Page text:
1. The advent of telemedicine: Until recently, a patient had to visit a doctor’s clinic or a hospital or then the doctor was required to do a home visit. With technological advances, geographical location no longer limited a doctor or patient to communicate with each other. Telemedicine presents doctors with a greater accessibility to patients. Availability of patients’ medical records in digital format for specialists to refer to, as and when required, is a major benefit offered by telemedicine. Telemedicine also effects time and money saving.

2. The convenience of wearables: From monitoring glucose level and ECG to DIY blood tests this can be performed easily by the patient with the help of modern mobile wearable devices. Once the data is monitored, it can be relayed to the doctor in real time. This data is then analyzed and monitored by the healthcare professionals to provide preventive medicine and suitable medical advise to the patient. It is life-saving.

3. Cloud platforms to store data: As per statistics, more than 83% of healthcare sector comprising of hospitals, pharmaceutical companies and healthcare organizations are currently using some form of cloud platform to store the immense data they receive. Hospitals, insurance companies, and doctors are now storing patient medical records in the cloud. The patient also has easy and quick access to his/her medical tests via email.

4. The importance of genomics: Experts in genomics strive to determine complete DNA sequences and perform genetic mapping to help understand disease. They are constantly working towards eradicating diseases or help in times of epidemics.

5. Genetic engineering: In modern medicine, genetic engineering is used to mass produce insulin, human growth hormones, for treating infertility, and the manufacture of vaccines and many more life saving drugs.

6. Social media: A lot many patients through various medical sites and online forums are able to seek information and research on their health condition and ailments. Also the search for a doctor or hospital best suited to the patient in his territory is influenced by online searches and social media posts. Online medical platforms prompt informed discussions between the doctor and patients.

7. The use of Artificial Intelligence: Artificial Intelligence (AI) is used to detect and prevent life threatening diseases. Recent study published in Annals of Oncology, in 2018, showed AI could detect skin cancer better than doctors. AI predictive analysis has also provided solutions to improve patient outcome.

In times to come, more people will be using digital tools to seek diagnosis, video conference for ailments, email and WhatsApp for medications from physicians rather that scheduling and appointments.

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Gauging Social Media Strategies in Hospital Marketing

Gauging Social Media Strategies in Hospital Marketing | Social Media and Healthcare | Scoop.it

The study, by social media marketing company Convince & Convert, reviewed all public Facebook, Instagram and Twitter posts made in February 2018 by 53 of the top hospitals in the United States. Convince & Convert used Rival IQ, a social media analytics company, for content analysis, reviewing more than 10,000 posts. Successful posts were chosen based on engagement rate, total engagements and types of engagements, such as likes and comments.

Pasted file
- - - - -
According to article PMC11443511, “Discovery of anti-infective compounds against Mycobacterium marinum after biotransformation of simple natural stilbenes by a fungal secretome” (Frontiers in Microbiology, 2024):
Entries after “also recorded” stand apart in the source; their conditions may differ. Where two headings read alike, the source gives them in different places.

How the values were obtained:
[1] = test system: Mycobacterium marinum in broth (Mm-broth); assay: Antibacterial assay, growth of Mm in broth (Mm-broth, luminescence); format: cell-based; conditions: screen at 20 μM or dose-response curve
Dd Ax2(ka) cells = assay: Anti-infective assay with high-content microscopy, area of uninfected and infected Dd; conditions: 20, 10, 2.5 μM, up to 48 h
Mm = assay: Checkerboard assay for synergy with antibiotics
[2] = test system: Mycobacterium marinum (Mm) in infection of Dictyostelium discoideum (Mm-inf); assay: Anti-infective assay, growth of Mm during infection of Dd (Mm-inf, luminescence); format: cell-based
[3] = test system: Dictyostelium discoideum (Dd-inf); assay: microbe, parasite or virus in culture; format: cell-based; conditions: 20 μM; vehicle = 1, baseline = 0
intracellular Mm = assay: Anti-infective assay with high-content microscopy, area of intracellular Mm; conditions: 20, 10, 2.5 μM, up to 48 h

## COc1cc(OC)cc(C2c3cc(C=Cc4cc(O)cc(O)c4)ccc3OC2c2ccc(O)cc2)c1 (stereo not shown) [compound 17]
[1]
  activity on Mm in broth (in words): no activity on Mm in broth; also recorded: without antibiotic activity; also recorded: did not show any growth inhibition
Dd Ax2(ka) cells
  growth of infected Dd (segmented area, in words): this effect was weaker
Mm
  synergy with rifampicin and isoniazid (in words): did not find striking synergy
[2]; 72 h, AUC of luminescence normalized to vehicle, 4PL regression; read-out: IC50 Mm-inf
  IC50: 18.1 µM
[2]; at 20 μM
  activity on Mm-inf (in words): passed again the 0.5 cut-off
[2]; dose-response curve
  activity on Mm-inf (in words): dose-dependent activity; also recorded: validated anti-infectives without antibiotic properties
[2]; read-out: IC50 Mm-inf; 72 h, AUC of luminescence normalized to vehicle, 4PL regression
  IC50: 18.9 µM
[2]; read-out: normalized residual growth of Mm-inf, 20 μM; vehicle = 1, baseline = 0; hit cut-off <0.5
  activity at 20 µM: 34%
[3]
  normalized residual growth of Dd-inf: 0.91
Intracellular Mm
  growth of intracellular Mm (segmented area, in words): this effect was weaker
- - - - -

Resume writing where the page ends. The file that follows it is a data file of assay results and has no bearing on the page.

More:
High-ranking Facebook posts, Instagram posts and tweets usually contained photos and told uplifting stories of successful patient outcomes, or they celebrated hospital staff.

Story First

“Hospitals, by definition, are replete with extraordinary stories,” says Jay Baer, founder of Convince & Convert. In social media outreach, it is essential to keep those stories front and center.

“The hospital has to take a back seat to the story,” Baer says. That’s what people react to in social media.”

For example, Indianapolis-based IU Health — one of the organizations studied — saw success in relating a story on Facebook about a car accident victim who was given only a 1 percent chance to live but survived after receiving care at the IU Health Trauma Unit. The post had more than 1,400 reactions, shares and comments on Facebook.

Baer theorizes that consumers find stories more engaging than other types of content, allowing a hospital to present its brand in a positive, informal way. Storytelling helps drive business to a facility over time. (See “Instagram Success in Hospital Storytelling” to identify a unique feature the platform offers for social media marketing.)

“You’re trying to create a kinship,” Baer says, “and you have to trust that kinship will equal desirable financial outcomes at some point in the future.”

Promoting Positivity

However, not all stories are created equal, explains Seth Bridges, founder of Rival IQ. Although effective posts vary from one social media platform to the next, one similarity arose from the study: People do not want to feel they’re being subjected to overt marketing.

“Posts about uncomfortable topics seem to not do as well on Facebook,” Bridges says. “In some of the lowest-engagement posts, the topics are prostate cancer screening, breast cancer screening, menopause, mammograms ... things that people would not like to think about or ... that may be vaguely uncomfortable.”

Social media, for many consumers, is a place of belonging and trust, and while the right marketing can be extremely effective, calling attention to it can be jarring.

“No one comes onto social media saying, ‘I wish I could just get a promotional ad for my local hospital,’” Baer says. “Sometimes, we still see businesses and hospitals making it a bit too much about [themselves] and not enough about the story.”

An Ongoing Process

The study concluded there is no one-size-fits-all formula for marketing success in social media. In part, Baer says, this is due to algorithmic changes on platforms.

“The social media algorithm changes frequently and without warning,” he says, “so what works in one particular snapshot in time may not work 30 days later.”

Bridges agrees, recommending hospitals research what works for them and their competitors.

“Your own data about the posts you’re doing is going to inform that [research],” he says, “and the only way to do that is to do the experiment [because] there’s so much variability.”

Baer urges hospitals to be nimble.

“Find your best story and tell it,” he says. “Then commit to routine and ritualized testing because you don’t know what’s going to work until you test it. You might think you do, but ... each post succeeds based on a different set of circumstances. You have to always be experimenting.”